Financial Review

Backtrack Flip Flop

…Nasdaq record high. Amazon and Netflix rebound, sorta. Trump returns from Eurozone, backtracks, and flip flops. J. Powell testifies. Wages slip. Industrial production up. Continental and CSX have earnings beat. MGM hits new level of sleaze.

Financial Review by Sinclair Noe for 07-17-2018


DOW + 55 = 25,119
SPX + 11 = 2809
NAS + 49 = 7855
RUT + 8 = 1687
10 Y + .01 = 2.86%
OIL – .45 = 67.61
GOLD – 13.00 = 1228.00


The Nasdaq Composite hit a record high. The S&P 500 closed back above 2800, which has proved a tough level of resistance. Amazon hit a record high; they fixed the crash website, took down pictures of sad looking dogs and got back to selling everything under the sun. And they claim they are selling faster than ever; despite the glitch, sales are running ahead of last year’s pace.  Netflix started the day down 14%, which we knew from after-hours trade. Netflix delivered a good earnings report, but revenue and subscription growth missed estimates. Still, Netflix is an incredible earnings story, and some people saw 14% discount and bought at bargain prices. Bank of America Merrill Lynch said the drop presented a “compelling” buying opportunity, noting the company “never misses twice” when it comes to subscriber growth. And a little more sizzle on the steak, new research claims that an estimated 5 million U.S. consumers will cut the cord in 2018, a move that will cost the pay-TV industry billions in lost subscription revenue but should help fuel the Netflix growth story.


Johnson & Johnson rose 3.5 percent after reporting earnings and revenue that topped expectations; that helped lift the Dow. Goldman Sachs also posted better-than-expected earnings, but its stock fell 0.6 percent. The bank also announced that David Solomon will take over the CEO role from Lloyd Blankfein on Oct. 1. Meanwhile, Charles Schwab jumped 3.6 percent on stronger-than-forecast results.


The markets continue to claw higher despite an outbreak of crazy in Washington. Trump returned from his European summer trip to absolutely lousy reviews. Russia’s ongoing attack on our democracy amounts to an act of war. But instead of confronting Russian President Putin at a joint press conference in Finland on Monday, Trump praised him. Instead of standing up to Putin, Trump stood by him. So today, Trump tried to backtrack his comments in Helsinki. During Monday’s news conference, Trump said, “I don’t see any reason why it would be” Russia who interfered in the election. Today, he claimed the sentence should have been: I don’t see any reason why it wouldn’t be Russia. Which makes no sense in the context of what he was saying Monday.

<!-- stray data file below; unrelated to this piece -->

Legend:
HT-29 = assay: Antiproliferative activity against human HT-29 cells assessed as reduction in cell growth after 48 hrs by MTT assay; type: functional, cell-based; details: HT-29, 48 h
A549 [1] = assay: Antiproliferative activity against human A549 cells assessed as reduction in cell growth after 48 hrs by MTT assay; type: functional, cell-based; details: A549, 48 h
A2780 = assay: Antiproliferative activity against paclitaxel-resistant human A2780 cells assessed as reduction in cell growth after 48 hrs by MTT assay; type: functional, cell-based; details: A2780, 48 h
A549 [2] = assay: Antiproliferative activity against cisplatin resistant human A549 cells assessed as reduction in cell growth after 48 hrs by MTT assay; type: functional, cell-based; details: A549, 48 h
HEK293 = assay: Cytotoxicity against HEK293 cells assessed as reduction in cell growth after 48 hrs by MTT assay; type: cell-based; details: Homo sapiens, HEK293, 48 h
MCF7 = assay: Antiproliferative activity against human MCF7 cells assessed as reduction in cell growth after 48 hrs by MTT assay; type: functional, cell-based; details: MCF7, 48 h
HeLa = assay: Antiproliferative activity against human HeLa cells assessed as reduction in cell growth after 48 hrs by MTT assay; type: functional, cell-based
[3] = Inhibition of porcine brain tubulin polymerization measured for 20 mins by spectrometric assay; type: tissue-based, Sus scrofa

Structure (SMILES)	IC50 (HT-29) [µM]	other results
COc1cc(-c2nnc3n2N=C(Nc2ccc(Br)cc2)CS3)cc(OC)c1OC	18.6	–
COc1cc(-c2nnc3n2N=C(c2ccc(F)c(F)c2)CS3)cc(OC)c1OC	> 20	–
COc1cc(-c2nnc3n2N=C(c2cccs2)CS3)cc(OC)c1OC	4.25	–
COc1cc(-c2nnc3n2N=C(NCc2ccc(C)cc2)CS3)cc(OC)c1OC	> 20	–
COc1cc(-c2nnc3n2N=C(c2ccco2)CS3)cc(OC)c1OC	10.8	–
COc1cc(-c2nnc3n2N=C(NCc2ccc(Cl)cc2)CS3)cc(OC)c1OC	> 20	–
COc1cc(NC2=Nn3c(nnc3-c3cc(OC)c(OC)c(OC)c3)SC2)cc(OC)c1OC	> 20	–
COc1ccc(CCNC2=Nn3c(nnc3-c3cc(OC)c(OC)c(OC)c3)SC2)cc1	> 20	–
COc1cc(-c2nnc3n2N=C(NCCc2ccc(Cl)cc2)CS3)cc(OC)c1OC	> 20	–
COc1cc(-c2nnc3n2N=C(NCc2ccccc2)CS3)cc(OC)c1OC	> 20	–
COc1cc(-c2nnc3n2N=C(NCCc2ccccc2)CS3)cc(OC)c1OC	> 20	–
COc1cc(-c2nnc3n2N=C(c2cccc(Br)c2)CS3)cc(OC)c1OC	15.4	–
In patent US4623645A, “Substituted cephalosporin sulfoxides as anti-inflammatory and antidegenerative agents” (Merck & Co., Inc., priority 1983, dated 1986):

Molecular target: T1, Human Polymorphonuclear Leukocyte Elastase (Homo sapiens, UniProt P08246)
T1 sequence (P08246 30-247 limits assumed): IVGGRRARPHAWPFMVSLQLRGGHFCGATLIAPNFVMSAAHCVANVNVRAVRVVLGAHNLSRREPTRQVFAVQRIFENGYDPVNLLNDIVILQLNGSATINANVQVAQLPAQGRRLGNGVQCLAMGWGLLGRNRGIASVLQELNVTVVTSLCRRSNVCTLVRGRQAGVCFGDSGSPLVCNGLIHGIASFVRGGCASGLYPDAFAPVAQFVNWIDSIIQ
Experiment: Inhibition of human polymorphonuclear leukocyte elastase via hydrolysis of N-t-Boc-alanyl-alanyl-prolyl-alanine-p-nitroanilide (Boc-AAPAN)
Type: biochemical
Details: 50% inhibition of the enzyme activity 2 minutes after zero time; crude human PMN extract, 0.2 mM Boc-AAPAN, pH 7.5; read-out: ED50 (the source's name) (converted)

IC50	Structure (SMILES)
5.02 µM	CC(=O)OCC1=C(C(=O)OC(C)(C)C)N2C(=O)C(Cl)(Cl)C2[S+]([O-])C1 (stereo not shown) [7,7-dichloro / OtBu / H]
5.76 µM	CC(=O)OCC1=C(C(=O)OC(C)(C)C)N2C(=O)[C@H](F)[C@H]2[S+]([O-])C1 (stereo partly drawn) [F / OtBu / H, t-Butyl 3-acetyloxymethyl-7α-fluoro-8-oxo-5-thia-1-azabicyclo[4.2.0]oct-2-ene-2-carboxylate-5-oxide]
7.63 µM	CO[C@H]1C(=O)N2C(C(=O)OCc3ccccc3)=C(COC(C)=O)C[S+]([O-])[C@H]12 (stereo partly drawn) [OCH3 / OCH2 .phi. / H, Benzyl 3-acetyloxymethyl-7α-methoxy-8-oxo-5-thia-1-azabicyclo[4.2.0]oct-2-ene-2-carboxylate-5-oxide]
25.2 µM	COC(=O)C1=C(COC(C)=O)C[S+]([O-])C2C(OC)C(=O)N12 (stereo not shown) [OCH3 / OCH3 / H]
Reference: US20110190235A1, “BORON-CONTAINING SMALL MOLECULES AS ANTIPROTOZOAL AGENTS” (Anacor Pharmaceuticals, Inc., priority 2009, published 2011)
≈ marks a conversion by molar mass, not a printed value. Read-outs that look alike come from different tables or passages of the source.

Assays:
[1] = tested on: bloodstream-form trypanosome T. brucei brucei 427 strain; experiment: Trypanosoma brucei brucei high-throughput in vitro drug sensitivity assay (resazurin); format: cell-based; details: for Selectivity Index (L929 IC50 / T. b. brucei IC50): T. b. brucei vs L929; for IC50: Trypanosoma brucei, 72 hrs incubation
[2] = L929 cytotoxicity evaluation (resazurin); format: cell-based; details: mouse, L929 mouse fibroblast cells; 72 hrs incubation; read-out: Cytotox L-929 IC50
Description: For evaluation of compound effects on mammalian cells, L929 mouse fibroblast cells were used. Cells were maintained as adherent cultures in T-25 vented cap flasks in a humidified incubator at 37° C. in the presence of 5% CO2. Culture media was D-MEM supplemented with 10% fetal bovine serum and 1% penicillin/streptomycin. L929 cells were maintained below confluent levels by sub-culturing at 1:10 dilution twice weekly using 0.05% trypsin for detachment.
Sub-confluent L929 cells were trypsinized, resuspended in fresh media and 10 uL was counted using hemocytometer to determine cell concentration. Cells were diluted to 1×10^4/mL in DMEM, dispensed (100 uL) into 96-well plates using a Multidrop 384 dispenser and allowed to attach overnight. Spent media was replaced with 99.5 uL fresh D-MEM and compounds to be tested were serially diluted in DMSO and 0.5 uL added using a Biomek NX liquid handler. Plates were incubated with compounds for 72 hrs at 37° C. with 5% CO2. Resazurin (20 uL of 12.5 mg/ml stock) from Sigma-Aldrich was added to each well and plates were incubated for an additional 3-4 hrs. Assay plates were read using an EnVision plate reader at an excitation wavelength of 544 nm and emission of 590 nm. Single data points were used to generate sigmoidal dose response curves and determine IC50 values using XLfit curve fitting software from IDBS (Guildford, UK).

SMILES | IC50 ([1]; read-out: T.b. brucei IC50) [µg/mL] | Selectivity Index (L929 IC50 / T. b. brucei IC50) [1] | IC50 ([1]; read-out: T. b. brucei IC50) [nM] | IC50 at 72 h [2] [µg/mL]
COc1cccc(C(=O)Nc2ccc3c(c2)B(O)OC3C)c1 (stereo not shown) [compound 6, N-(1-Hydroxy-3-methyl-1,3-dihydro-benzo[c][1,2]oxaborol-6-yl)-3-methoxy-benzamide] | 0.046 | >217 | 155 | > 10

He went on to voice support for US intelligence agencies — a day after he had refused to accept their findings on Russia’s election interference over Putin’s denials — and vowed to take action to prevent further attacks. “I accept our intelligence community’s conclusion that Russia’s meddling in the 2016 election took place,” Trump said. But diverting from his typewritten notes, the President added: “It could be other people also. A lot of people out there.” So, a flip-flop on the backtrack. And Wall Street continues to whistle past the graveyard.


Federal Reserve Chair Jerome Powell traveled to Capitol Hill today to deliver his semi-annual testimony before the Senate Banking Committee; tomorrow he’ll talk to the House. Today, Powell said the economy is running at a fast enough pace to justify continued interest rate increases. Powell described a stable economy with a low unemployment rate, that could go a little lower. Powell said: “Robust job gains, rising after-tax incomes, and optimism among households have lifted consumer spending in recent months. Investment by businesses has continued to grow at a healthy rate. Good economic performance in other countries has supported U.S. exports and manufacturing. And while housing construction has not increased this year, it is up noticeably from where it stood a few years ago.”


Meanwhile, inflation is running around the Fed’s 2 percent target for the first time in several years, while the unemployment rate is at 4 percent and consistent with a level that most economists consider near to full employment. Powell said wages are growing faster than a year ago but not enough to stoke inflation fears. And he added that he is not particularly concerned about the yield curve. This is the first time Powell has delivered the semi-annual testimony before Congressional reps, and the economy is about as good as he could hope. And it will stay that way until it doesn’t.